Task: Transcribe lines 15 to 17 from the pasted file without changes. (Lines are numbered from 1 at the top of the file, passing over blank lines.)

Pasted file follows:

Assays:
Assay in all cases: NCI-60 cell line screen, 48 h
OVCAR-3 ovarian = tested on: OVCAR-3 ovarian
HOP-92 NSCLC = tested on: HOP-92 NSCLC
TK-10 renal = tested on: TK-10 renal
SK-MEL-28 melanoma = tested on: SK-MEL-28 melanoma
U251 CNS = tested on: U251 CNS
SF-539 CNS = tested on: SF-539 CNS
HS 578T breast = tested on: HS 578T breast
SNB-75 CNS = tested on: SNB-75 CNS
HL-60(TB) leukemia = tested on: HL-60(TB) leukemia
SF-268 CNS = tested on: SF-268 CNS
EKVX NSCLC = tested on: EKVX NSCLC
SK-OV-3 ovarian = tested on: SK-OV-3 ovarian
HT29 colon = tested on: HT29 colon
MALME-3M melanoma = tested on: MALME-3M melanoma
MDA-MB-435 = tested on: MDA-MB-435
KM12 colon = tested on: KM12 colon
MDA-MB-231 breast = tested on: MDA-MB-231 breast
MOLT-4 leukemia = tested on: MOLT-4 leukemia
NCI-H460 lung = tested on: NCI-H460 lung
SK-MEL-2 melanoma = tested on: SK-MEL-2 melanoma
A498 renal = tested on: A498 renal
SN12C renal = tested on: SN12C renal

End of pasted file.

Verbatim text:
HT29 colon = tested on: HT29 colon
MALME-3M melanoma = tested on: MALME-3M melanoma
MDA-MB-435 = tested on: MDA-MB-435